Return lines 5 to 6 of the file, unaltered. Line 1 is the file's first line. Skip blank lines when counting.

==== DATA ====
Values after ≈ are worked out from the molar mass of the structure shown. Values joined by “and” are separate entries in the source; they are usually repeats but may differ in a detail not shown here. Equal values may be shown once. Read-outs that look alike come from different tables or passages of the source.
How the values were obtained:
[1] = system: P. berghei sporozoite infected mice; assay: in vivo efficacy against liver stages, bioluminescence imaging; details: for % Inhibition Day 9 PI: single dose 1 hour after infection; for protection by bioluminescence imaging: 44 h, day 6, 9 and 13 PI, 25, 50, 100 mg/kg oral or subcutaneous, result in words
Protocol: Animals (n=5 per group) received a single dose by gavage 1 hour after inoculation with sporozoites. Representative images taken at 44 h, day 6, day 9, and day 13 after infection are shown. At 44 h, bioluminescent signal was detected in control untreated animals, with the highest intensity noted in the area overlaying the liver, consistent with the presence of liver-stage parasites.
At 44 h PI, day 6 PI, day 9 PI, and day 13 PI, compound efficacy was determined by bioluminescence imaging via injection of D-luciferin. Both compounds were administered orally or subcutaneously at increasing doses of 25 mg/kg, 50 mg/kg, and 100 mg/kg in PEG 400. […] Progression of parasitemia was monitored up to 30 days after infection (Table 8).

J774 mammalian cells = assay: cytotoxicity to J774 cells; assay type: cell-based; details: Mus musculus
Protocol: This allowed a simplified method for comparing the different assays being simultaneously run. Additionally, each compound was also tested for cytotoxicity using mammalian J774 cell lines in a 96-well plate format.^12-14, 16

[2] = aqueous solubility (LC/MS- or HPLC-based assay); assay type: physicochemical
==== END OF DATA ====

At 44 h PI, day 6 PI, day 9 PI, and day 13 PI, compound efficacy was determined by bioluminescence imaging via injection of D-luciferin. Both compounds were administered orally or subcutaneously at increasing doses of 25 mg/kg, 50 mg/kg, and 100 mg/kg in PEG 400. […] Progression of parasitemia was monitored up to 30 days after infection (Table 8).

J774 mammalian cells = assay: cytotoxicity to J774 cells; assay type: cell-based; details: Mus musculus